My mother has taught me what a gift means. In the 36 years I have had receiving, participating and witnessing giving I have learnt that gifts are an acknowledgement or affirmation of who the receiver is. I have learnt that time and depth of thought communicates more than monetary value. I have learnt that the receiving of a gift is just as important as the giving. I have learnt that gifts are both an act of caring and creativity.

Relational art has the potential to follow Elaine Scarry's definition of beauty as something that drives you forward into new acts of creation. I believe one way this can be achieved is through a work that speaks to the genuine and authentic experience. As I anticipated my mother, grandmother and myself for the first time living in the same city for the month of February this year the artist in me was excited about possibility. Brainstorming work that could speak about generations of care, of love and of learning and speak of the intimacy of this back into the art world got me stuck because none of it allowed for intimacy with the three of us together.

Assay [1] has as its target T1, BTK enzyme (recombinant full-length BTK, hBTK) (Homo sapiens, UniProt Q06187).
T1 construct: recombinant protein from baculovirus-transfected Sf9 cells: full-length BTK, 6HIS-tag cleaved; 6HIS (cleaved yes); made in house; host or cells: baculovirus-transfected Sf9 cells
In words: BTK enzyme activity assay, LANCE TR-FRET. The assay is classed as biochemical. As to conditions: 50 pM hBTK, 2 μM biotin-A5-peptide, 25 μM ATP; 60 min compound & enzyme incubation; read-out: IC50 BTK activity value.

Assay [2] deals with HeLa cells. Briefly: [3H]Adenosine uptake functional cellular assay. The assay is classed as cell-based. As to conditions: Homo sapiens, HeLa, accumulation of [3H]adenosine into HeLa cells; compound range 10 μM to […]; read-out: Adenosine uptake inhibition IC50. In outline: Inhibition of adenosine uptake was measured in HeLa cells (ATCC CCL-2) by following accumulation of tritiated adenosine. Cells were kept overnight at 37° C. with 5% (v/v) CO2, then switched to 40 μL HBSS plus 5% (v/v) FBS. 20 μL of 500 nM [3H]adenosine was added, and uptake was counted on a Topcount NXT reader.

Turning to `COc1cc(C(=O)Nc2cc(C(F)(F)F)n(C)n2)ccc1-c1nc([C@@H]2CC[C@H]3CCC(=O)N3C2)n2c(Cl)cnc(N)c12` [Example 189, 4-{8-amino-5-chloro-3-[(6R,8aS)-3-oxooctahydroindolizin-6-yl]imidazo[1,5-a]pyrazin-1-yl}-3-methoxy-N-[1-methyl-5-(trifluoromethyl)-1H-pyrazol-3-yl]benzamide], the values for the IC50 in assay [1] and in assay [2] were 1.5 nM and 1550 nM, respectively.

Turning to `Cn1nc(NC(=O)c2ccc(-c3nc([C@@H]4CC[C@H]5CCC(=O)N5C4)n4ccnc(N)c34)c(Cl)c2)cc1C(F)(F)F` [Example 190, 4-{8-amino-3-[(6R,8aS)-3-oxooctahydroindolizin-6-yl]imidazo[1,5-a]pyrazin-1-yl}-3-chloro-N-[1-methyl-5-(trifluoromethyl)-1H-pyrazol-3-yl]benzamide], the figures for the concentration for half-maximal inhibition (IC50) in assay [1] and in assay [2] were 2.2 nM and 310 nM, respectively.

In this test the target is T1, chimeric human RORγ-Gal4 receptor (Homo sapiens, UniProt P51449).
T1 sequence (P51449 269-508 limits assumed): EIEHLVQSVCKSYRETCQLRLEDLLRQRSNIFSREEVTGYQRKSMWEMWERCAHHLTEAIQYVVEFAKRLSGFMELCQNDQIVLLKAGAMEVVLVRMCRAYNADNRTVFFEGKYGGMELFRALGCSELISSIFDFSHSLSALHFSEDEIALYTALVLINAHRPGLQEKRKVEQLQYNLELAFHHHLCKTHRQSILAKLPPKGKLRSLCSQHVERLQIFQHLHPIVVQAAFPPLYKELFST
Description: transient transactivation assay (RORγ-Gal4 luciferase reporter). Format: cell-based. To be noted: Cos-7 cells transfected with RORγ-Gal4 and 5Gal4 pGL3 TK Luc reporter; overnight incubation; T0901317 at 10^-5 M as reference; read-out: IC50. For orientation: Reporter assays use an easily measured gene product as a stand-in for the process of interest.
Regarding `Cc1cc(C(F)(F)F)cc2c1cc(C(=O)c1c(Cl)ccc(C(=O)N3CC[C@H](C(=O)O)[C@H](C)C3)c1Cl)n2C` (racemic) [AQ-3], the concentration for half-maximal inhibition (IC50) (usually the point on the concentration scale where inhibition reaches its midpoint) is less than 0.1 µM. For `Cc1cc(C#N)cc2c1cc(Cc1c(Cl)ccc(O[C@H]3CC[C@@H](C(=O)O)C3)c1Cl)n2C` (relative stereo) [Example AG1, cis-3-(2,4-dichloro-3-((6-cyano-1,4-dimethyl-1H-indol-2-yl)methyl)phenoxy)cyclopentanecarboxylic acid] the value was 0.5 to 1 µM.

And so we three made a duvet cover for my grandmother's small half of a room in the care home where she lives. My grandmother picked the fabrics and instructed us on the finishing details. My mother and I took her advice on the best flowers to make their way onto the project and pulled out our embroidery skills from years past. And we all spent time stitching, sewing and ironing. We all spent time together remembering the projects of the past and the way they were markers in our lives, we spent time remembering how each of us learnt these skills, we spent time learning new things about each other as we engaged with each other in this intimate work of relational art.